Why Most Published Research Findings Are False
John P. A. Ioannidis
John P. A. Ioannidis is in the Department of Hygiene and Epidemiology, University of Ioannina School of Medicine, Ioannina, Greece, and Institute for Clinical Research and Health Policy Studies, Department of Medicine, Tufts-New England Medical Center, Tufts University School of Medicine, Boston, Massachusetts, United States of America. E-mail: firstname.lastname@example.org
Competing Interests: The author has declared that no competing interests exist.
I try to keep up with what is happening in my chosen fields of Study: Endocrinology as well as Medical Anthropology, in addition to my craving to know what is happening in this world (I try to read BBC News, The Economist regularly and scan through the internet in search of interesting news items).
I see a medical tendency to exaggerate, and this exaggeration is related to the interest the author has in increasing his prestige or income or career opportunities.
Always look for the Competing Interests.
I am not interested in reading about the Lack of Effect of Oral Medications in Type 2 DM from a professor who has financial relationship with Insulin producing drug companies.
If one researcher has many relationships with many drug companies, the chances are his research results would be WRONG.
I will highlight this article by Dr Ioannidis who has done a favour to all or us by highlighting how often biased results are published and gain in popularity.
Corollary 1: The smaller the studies conducted in a scientific field, the less likely the research findings are to be true.
Corollary 2: The smaller the effect sizes in a scientific field, the less likely the research findings are to be true. Power is also related to the effect size. Thus research findings are more likely true in scientific fields with large effects, such as the impact of smoking on cancer or cardiovascular disease (relative risks 3–20), than in scientific fields where postulated effects are small, such as genetic risk factors for multigenetic diseases (relative risks 1.1–1.5) . Modern epidemiology is increasingly obliged to target smaller effect sizes . Consequently, the proportion of true research findings is expected to decrease.
Corollary 3: The greater the number and the lesser the selection of tested relationships in a scientific field, the less likely the research findings are to be true.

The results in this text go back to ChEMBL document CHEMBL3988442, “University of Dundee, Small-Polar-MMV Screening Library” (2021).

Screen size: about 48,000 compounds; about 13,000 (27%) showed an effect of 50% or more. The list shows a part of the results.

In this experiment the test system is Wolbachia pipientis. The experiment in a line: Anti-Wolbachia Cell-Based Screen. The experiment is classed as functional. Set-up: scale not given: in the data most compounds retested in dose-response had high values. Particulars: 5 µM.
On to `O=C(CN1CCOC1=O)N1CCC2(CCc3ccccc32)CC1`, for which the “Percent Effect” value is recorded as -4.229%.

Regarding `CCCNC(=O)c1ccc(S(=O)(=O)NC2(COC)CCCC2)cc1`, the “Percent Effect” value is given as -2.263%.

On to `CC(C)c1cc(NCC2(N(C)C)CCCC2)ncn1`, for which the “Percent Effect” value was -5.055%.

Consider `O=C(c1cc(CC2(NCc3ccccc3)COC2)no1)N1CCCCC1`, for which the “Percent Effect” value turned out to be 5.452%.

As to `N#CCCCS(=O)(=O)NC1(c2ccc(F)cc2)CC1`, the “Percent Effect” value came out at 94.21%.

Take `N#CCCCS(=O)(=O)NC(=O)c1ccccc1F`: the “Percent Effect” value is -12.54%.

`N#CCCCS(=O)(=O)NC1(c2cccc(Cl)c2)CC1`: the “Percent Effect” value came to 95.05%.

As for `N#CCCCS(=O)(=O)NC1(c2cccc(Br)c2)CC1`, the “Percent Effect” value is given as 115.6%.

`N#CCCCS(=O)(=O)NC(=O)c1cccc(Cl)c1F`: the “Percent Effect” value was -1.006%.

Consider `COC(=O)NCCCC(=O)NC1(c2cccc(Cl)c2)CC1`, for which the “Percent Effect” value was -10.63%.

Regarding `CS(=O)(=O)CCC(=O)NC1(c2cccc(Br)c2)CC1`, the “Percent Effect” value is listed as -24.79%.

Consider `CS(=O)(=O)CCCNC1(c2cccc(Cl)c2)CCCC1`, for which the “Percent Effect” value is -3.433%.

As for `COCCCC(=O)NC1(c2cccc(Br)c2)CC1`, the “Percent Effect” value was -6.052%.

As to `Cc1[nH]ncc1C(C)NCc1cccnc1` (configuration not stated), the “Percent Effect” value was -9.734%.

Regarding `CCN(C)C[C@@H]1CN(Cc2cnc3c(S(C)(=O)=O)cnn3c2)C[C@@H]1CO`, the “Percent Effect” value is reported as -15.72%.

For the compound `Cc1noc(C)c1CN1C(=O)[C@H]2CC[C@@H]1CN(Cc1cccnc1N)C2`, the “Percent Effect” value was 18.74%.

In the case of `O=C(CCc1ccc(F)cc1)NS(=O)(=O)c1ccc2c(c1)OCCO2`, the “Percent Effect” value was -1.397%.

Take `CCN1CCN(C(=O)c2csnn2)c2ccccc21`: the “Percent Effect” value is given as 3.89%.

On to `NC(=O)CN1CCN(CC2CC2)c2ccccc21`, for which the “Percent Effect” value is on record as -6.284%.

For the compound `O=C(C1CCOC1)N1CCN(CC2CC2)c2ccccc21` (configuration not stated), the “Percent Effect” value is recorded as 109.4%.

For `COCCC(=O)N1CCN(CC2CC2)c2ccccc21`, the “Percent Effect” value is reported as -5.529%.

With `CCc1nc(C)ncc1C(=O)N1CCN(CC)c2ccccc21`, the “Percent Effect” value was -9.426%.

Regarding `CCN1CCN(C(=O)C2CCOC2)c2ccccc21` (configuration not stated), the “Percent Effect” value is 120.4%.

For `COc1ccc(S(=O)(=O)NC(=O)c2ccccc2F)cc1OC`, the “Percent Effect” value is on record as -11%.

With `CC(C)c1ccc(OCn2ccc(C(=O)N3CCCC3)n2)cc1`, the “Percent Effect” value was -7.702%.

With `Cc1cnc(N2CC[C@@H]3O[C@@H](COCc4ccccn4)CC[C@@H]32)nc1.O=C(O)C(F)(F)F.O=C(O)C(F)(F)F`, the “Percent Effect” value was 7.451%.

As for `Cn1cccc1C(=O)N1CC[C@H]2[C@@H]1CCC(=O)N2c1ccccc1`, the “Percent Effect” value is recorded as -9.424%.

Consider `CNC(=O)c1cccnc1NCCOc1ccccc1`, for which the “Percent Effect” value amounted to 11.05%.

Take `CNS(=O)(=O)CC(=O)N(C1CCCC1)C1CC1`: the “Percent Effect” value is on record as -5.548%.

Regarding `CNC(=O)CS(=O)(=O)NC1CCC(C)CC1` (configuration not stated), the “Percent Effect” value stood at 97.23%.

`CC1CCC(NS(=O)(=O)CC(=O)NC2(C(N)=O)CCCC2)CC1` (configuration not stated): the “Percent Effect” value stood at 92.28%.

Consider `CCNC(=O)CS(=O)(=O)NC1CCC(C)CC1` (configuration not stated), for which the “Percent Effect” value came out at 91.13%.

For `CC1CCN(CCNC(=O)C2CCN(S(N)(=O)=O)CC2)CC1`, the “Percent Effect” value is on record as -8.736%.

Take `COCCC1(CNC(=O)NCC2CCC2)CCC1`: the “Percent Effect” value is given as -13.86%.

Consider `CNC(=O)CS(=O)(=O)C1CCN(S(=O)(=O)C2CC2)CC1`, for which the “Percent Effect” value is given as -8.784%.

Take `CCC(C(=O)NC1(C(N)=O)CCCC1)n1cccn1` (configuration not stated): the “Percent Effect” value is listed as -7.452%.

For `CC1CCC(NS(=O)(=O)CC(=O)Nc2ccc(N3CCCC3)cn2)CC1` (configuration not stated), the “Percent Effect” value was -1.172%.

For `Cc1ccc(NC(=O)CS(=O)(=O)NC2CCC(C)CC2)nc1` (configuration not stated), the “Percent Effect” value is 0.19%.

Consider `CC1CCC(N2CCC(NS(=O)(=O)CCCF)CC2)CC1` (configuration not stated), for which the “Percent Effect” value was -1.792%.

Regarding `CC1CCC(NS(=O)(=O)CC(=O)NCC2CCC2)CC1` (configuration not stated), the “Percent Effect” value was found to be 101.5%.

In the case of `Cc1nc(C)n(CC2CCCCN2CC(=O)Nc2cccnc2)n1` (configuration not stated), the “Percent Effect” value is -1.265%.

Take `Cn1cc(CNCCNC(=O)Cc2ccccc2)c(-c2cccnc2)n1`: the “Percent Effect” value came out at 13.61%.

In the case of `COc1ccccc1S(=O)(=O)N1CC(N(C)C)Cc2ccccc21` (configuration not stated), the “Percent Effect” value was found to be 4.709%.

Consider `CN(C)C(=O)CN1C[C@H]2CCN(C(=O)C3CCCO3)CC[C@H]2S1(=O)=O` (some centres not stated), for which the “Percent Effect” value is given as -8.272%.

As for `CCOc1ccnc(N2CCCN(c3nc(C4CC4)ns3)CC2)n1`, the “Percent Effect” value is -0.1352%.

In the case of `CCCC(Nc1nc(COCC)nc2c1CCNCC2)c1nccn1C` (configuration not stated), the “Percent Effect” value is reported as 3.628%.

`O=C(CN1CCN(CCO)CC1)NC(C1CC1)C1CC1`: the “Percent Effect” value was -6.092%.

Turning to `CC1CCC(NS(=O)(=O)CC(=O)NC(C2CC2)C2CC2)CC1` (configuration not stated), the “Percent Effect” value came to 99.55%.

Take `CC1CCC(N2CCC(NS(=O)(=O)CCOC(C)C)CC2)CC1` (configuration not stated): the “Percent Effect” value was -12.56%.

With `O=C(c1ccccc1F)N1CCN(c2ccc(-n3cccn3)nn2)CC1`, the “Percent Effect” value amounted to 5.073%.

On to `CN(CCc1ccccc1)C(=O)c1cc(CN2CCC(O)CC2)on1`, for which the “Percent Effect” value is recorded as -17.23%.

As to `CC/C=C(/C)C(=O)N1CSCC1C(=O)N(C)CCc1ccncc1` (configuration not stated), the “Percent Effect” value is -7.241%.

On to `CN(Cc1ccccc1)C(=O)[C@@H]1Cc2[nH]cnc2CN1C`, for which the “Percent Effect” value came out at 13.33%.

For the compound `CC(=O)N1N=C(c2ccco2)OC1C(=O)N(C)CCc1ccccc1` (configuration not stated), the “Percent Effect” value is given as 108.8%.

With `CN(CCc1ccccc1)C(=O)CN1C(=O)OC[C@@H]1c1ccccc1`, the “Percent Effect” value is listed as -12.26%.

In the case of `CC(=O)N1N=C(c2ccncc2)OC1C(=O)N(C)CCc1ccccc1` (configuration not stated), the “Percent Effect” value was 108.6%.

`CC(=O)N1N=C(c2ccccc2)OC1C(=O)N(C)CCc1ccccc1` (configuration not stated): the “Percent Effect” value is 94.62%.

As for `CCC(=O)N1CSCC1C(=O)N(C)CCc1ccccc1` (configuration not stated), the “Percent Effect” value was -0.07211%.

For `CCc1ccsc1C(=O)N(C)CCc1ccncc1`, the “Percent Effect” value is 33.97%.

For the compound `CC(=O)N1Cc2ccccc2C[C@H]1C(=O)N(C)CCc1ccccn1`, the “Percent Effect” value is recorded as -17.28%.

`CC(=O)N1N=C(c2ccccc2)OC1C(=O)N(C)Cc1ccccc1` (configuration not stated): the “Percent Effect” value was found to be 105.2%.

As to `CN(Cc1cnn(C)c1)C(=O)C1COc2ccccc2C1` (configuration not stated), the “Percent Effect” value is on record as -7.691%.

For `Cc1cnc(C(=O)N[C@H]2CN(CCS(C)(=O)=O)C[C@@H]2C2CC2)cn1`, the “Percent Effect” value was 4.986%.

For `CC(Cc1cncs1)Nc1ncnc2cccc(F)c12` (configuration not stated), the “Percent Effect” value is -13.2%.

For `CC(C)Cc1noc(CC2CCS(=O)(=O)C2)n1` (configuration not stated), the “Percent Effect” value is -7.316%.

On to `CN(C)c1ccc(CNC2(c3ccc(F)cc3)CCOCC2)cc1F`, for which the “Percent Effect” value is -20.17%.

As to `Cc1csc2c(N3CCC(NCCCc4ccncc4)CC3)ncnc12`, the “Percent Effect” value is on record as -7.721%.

Corollary 4: The greater the flexibility in designs, definitions, outcomes, and analytical modes in a scientific field, the less likely the research findings are to be true.
Corollary 5: The greater the financial and other interests and prejudices in a scientific field, the less likely the research findings are to be true.
Corollary 6: The hotter a scientific field (with more scientific teams involved), the less likely the research findings are to be true.
Most Research Findings Are False for Most Research Designs and for Most Fields
Claimed Research Findings May Often Be Simply Accurate Measures of the Prevailing Bias
How Can We Improve the Situation?
Is it unavoidable that most research findings are false, or can we improve the situation? A major problem is that it is impossible to know with 100% certainty what the truth is in any research question. In this regard, the pure “gold” standard is unattainable. However, there are several approaches to improve the post-study probability.
Better powered evidence, e.g., large studies or low-bias meta-analyses, may help, as it comes closer to the unknown “gold” standard. However, large studies may still have biases and these should be acknowledged and avoided. Moreover, large-scale evidence is impossible to obtain for all of the millions and trillions of research questions posed in current research. Large-scale evidence should be targeted for research questions where the pre-study probability is already considerably high, so that a significant research finding will lead to a post-test probability that would be considered quite definitive. Large-scale evidence is also particularly indicated when it can test major concepts rather than narrow, specific questions. A negative finding can then refute not only a specific proposed claim, but also a whole field or considerable portion thereof. Selecting the performance of large-scale studies based on narrow-minded criteria, such as the marketing promotion of a specific drug, is largely wasted research. Moreover, one should be cautious that extremely large studies might be more likely to find a formally statistical significant difference for a trivial effect that is not really meaningfully different from the null [32–34].
Second, most research questions are addressed by many teams, and it is misleading to emphasize the statistically significant findings of any single team. What matters is the totality of the evidence. Diminishing bias through enhanced research standards and curtailing of prejudices may also help. However, this may require a change in scientific mentality that might be difficult to achieve. In some research designs, efforts may also be more successful with upfront registration of studies, e.g., randomized trials . Registration would pose a challenge for hypothesis-generating research. Some kind of registration or networking of data collections or investigators within fields may be more feasible than registration of each and every hypothesis-generating experiment. Regardless, even if we do not see a great deal of progress with registration of studies in other fields, the principles of developing and adhering to a protocol could be more widely borrowed from randomized controlled trials.